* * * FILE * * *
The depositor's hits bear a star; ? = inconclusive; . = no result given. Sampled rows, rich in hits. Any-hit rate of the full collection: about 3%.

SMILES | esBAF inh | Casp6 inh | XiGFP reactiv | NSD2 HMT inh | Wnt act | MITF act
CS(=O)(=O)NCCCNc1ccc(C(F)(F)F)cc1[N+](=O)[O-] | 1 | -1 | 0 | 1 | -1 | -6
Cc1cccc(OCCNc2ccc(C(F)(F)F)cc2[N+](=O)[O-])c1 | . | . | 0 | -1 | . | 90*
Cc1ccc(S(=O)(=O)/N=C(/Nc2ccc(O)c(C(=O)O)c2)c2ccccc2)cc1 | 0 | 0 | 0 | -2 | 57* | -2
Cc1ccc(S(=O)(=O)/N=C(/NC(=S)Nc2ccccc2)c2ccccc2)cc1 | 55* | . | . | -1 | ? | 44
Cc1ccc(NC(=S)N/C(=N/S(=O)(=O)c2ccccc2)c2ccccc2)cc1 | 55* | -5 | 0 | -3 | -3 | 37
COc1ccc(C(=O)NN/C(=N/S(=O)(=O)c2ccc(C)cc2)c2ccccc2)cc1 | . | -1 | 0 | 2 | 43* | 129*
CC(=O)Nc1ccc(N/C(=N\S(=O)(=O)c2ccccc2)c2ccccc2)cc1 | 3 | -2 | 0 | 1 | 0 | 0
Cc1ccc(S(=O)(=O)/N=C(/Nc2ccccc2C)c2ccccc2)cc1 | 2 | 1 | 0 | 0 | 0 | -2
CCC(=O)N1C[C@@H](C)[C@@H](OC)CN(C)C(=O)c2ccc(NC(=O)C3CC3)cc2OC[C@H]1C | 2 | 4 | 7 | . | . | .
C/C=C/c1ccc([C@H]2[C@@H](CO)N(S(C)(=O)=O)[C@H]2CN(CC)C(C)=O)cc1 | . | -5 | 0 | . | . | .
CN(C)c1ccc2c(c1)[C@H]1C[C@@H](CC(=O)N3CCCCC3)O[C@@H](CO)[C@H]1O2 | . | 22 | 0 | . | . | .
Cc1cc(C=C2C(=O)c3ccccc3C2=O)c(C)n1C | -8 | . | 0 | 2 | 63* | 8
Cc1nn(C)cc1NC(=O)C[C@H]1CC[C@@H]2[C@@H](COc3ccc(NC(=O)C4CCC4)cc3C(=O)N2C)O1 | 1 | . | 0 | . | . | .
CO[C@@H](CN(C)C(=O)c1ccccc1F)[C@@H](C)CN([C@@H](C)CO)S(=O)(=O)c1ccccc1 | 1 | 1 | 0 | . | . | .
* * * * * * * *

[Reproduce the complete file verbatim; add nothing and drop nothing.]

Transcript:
The depositor's hits bear a star; ? = inconclusive; . = no result given. Sampled rows, rich in hits. Any-hit rate of the full collection: about 3%.

SMILES | esBAF inh | Casp6 inh | XiGFP reactiv | NSD2 HMT inh | Wnt act | MITF act
CS(=O)(=O)NCCCNc1ccc(C(F)(F)F)cc1[N+](=O)[O-] | 1 | -1 | 0 | 1 | -1 | -6
Cc1cccc(OCCNc2ccc(C(F)(F)F)cc2[N+](=O)[O-])c1 | . | . | 0 | -1 | . | 90*
Cc1ccc(S(=O)(=O)/N=C(/Nc2ccc(O)c(C(=O)O)c2)c2ccccc2)cc1 | 0 | 0 | 0 | -2 | 57* | -2
Cc1ccc(S(=O)(=O)/N=C(/NC(=S)Nc2ccccc2)c2ccccc2)cc1 | 55* | . | . | -1 | ? | 44
Cc1ccc(NC(=S)N/C(=N/S(=O)(=O)c2ccccc2)c2ccccc2)cc1 | 55* | -5 | 0 | -3 | -3 | 37
COc1ccc(C(=O)NN/C(=N/S(=O)(=O)c2ccc(C)cc2)c2ccccc2)cc1 | . | -1 | 0 | 2 | 43* | 129*
CC(=O)Nc1ccc(N/C(=N\S(=O)(=O)c2ccccc2)c2ccccc2)cc1 | 3 | -2 | 0 | 1 | 0 | 0
Cc1ccc(S(=O)(=O)/N=C(/Nc2ccccc2C)c2ccccc2)cc1 | 2 | 1 | 0 | 0 | 0 | -2
CCC(=O)N1C[C@@H](C)[C@@H](OC)CN(C)C(=O)c2ccc(NC(=O)C3CC3)cc2OC[C@H]1C | 2 | 4 | 7 | . | . | .
C/C=C/c1ccc([C@H]2[C@@H](CO)N(S(C)(=O)=O)[C@H]2CN(CC)C(C)=O)cc1 | . | -5 | 0 | . | . | .
CN(C)c1ccc2c(c1)[C@H]1C[C@@H](CC(=O)N3CCCCC3)O[C@@H](CO)[C@H]1O2 | . | 22 | 0 | . | . | .
Cc1cc(C=C2C(=O)c3ccccc3C2=O)c(C)n1C | -8 | . | 0 | 2 | 63* | 8
Cc1nn(C)cc1NC(=O)C[C@H]1CC[C@@H]2[C@@H](COc3ccc(NC(=O)C4CCC4)cc3C(=O)N2C)O1 | 1 | . | 0 | . | . | .
CO[C@@H](CN(C)C(=O)c1ccccc1F)[C@@H](C)CN([C@@H](C)CO)S(=O)(=O)c1ccccc1 | 1 | 1 | 0 | . | . | .